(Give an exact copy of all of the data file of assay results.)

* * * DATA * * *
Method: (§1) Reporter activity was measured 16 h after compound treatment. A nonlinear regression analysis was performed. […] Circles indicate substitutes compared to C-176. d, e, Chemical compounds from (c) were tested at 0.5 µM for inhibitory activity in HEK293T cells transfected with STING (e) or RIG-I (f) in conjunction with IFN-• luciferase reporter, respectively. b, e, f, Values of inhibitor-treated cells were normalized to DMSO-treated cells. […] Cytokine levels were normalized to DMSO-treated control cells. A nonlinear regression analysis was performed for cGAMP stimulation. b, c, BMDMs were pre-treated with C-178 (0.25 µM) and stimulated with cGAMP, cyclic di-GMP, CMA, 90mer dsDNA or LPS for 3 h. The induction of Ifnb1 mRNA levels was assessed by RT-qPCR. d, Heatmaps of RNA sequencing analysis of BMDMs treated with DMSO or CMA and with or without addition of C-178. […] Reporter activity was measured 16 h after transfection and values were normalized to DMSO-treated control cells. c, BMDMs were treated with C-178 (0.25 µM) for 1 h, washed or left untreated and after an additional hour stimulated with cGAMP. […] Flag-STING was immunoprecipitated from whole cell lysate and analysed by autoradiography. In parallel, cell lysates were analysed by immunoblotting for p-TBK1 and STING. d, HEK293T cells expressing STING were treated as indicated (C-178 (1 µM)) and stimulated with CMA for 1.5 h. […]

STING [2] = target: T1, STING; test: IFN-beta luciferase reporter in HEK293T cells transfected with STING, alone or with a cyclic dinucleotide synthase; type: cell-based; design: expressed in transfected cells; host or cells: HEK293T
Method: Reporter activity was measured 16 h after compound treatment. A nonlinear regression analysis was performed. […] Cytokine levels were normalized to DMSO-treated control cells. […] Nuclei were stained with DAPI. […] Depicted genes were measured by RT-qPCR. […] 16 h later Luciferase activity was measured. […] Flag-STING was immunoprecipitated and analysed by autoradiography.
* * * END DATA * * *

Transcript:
Method: (§1) Reporter activity was measured 16 h after compound treatment. A nonlinear regression analysis was performed. […] Circles indicate substitutes compared to C-176. d, e, Chemical compounds from (c) were tested at 0.5 µM for inhibitory activity in HEK293T cells transfected with STING (e) or RIG-I (f) in conjunction with IFN-• luciferase reporter, respectively. b, e, f, Values of inhibitor-treated cells were normalized to DMSO-treated cells. […] Cytokine levels were normalized to DMSO-treated control cells. A nonlinear regression analysis was performed for cGAMP stimulation. b, c, BMDMs were pre-treated with C-178 (0.25 µM) and stimulated with cGAMP, cyclic di-GMP, CMA, 90mer dsDNA or LPS for 3 h. The induction of Ifnb1 mRNA levels was assessed by RT-qPCR. d, Heatmaps of RNA sequencing analysis of BMDMs treated with DMSO or CMA and with or without addition of C-178. […] Reporter activity was measured 16 h after transfection and values were normalized to DMSO-treated control cells. c, BMDMs were treated with C-178 (0.25 µM) for 1 h, washed or left untreated and after an additional hour stimulated with cGAMP. […] Flag-STING was immunoprecipitated from whole cell lysate and analysed by autoradiography. In parallel, cell lysates were analysed by immunoblotting for p-TBK1 and STING. d, HEK293T cells expressing STING were treated as indicated (C-178 (1 µM)) and stimulated with CMA for 1.5 h. […]

STING [2] = target: T1, STING; test: IFN-beta luciferase reporter in HEK293T cells transfected with STING, alone or with a cyclic dinucleotide synthase; type: cell-based; design: expressed in transfected cells; host or cells: HEK293T
Method: Reporter activity was measured 16 h after compound treatment. A nonlinear regression analysis was performed. […] Cytokine levels were normalized to DMSO-treated control cells. […] Nuclei were stained with DAPI. […] Depicted genes were measured by RT-qPCR. […] 16 h later Luciferase activity was measured. […] Flag-STING was immunoprecipitated and analysed by autoradiography.